I was recently working with a team implementing major technological change. One man almost spat out the words, "I don't care whether this is a good change or not, the way the change was introduced to us was downright disrespectful and rude, I will never co-operate." He was seething and so were other members of the team.

You know what I am talking about, don't you?

What emotions have you witnessed in your team, or don't you notice?

Teams have group emotions, and they have a group or team emotional intelligence.

Team emotional intelligence is greater than the sum of the individual parts.

Find out how to take the Mayer-Salovey-Caruso-Emotional-Intelligence-Test (MSCEIT) by clicking here and get feedback on the results from our Director, emotional intelligence specialist, Rachel Green.

High emotional intelligence in teams - what does it look like?

An emotionally intelligent team may be enthusiastic, focused and creative. They can channel the emotions of the group to increase productivity. They enjoy their work, trust each other and care for others when problems arise. They may also feel challenged by, rather than stressed by, pressure and fast approaching deadlines.

It doesn't mean, though, that there are no conflicts and everyone is happy clappy. Indeed that would be false. Team emotional intelligence also involves specific group norms and agreed to guidelines for team emotional management.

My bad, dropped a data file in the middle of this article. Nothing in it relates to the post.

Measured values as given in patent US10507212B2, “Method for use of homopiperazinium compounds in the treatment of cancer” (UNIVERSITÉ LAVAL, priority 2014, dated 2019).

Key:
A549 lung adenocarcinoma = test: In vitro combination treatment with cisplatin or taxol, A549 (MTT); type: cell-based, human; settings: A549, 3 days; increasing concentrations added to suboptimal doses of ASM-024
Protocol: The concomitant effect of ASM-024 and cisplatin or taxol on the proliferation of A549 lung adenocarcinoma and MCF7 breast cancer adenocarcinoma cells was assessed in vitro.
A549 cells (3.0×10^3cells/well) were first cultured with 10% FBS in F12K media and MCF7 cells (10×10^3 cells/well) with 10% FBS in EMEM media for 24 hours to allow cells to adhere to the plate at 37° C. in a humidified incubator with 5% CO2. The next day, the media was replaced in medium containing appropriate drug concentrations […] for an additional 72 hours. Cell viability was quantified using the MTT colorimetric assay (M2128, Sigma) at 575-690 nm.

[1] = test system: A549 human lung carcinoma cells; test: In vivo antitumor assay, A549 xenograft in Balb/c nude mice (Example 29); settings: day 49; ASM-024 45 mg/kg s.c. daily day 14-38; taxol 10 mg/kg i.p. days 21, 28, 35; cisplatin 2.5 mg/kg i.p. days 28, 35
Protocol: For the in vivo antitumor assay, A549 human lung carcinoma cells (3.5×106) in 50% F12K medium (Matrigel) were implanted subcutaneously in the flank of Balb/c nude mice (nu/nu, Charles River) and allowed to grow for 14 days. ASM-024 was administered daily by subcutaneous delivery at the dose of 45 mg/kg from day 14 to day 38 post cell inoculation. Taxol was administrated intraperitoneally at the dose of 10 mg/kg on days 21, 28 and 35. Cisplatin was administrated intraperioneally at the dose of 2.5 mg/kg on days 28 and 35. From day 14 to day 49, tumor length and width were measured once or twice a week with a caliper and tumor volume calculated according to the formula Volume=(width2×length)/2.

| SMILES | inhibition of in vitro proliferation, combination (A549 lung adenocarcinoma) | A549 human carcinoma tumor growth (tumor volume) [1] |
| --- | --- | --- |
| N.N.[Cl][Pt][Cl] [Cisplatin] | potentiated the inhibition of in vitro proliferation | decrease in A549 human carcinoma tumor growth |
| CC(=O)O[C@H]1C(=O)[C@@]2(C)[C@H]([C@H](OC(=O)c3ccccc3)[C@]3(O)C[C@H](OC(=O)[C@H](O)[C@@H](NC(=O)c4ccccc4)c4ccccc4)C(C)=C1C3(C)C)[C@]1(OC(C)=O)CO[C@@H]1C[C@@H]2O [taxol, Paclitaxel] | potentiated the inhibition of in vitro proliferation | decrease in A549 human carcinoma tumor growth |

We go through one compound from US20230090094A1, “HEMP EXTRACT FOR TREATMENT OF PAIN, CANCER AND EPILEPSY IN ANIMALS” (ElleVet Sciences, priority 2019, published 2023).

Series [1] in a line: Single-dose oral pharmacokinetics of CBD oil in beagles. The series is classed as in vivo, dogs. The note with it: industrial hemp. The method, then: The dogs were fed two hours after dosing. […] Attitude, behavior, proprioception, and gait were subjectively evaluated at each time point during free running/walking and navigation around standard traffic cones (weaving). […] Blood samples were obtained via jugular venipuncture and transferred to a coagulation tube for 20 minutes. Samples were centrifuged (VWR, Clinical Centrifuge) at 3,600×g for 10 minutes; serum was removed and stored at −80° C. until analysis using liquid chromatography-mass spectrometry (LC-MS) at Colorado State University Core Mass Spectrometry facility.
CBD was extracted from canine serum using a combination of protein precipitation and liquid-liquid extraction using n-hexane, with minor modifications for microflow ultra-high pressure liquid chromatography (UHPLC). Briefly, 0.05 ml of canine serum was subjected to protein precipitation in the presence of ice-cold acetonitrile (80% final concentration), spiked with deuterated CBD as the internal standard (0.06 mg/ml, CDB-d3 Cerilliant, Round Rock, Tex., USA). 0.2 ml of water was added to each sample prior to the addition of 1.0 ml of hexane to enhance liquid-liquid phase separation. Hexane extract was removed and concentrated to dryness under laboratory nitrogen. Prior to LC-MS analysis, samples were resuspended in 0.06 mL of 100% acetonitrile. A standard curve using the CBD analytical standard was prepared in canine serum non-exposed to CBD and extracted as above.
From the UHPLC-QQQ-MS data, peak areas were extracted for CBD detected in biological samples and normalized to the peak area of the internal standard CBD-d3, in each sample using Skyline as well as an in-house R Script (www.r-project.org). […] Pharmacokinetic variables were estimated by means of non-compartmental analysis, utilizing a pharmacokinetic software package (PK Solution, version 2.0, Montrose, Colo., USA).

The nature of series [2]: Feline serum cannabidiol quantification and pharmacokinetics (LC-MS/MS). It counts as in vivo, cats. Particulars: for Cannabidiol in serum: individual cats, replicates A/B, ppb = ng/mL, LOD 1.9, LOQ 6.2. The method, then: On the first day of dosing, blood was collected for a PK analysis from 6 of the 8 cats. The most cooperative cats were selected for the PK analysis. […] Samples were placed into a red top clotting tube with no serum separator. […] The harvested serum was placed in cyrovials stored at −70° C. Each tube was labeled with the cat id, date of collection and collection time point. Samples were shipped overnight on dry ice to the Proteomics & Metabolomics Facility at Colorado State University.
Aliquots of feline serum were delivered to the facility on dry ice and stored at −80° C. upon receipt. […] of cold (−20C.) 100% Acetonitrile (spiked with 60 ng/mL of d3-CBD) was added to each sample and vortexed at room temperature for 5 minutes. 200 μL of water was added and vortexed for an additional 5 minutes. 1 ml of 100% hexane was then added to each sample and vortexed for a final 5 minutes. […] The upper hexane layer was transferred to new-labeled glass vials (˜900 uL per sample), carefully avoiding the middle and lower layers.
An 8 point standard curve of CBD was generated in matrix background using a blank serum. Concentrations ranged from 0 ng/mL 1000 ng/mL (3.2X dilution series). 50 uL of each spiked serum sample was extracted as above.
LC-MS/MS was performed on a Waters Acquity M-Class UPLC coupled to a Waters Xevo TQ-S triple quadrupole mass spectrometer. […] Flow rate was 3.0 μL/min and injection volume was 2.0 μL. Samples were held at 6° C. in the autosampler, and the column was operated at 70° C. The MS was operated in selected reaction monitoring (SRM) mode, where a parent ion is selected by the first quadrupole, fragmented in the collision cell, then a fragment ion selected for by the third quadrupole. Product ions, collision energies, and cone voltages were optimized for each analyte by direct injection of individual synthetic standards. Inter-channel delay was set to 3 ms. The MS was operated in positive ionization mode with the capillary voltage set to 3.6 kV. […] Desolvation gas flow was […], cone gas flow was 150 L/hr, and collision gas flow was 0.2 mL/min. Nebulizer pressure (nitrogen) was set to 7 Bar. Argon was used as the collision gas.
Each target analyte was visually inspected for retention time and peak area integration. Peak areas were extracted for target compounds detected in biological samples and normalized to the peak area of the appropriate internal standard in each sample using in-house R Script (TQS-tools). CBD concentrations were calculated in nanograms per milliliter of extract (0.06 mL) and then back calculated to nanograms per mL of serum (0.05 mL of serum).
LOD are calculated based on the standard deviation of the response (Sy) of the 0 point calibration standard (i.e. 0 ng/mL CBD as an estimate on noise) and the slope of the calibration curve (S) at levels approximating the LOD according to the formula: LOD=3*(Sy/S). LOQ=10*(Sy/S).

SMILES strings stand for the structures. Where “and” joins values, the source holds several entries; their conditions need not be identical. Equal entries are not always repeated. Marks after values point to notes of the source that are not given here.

For example, these may mean that:

  1. Emotions are accepted and not thought of as something "bad" but something to work with.
  2. Emotions are openly discussed and are not allowed to fester.
  3. Proactive efforts are made to cultivate emotions that foster productivity, co-operation and innovation.
  4. Emotions, such as frustration, anxiety or resentment are not ignored but brought out into the open, discussed, and solutions found for managing or reducing them.
  5. People are allowed to say how they feel while knowing they will not be criticised, belittled or trivialised.
  6. There is emotional honesty. 
  7. Time is given to developing emotional self-awareness, and the emotional awareness of others.
  8. Acceptable and unacceptable emotional behaviour is agreed upon and any member of the team may kindly remind people when people are being unacceptable, without offence being taken.
  9. The group has clear guidelines for handling conflict constructively.
  10. The group emotional norms support the values of the organisation.

J.W. Chang and Associates published research findings on team emotional intelligence and concluded that "Leaders should pay attention to the management of emotions in teams particularly when followers have low EI". (Published in Small Group Research, 2012. 43(1), 75-104.)

Want to do the MSCEIT to measure your emotional intelligence? It is the gold-standard ability measure. To find out how to take the Mayer-Salovey-Caruso-Emotional-Intelligence-Test and gain feedback on the results from our Director, emotional intelligence specialist, Rachel Green, click here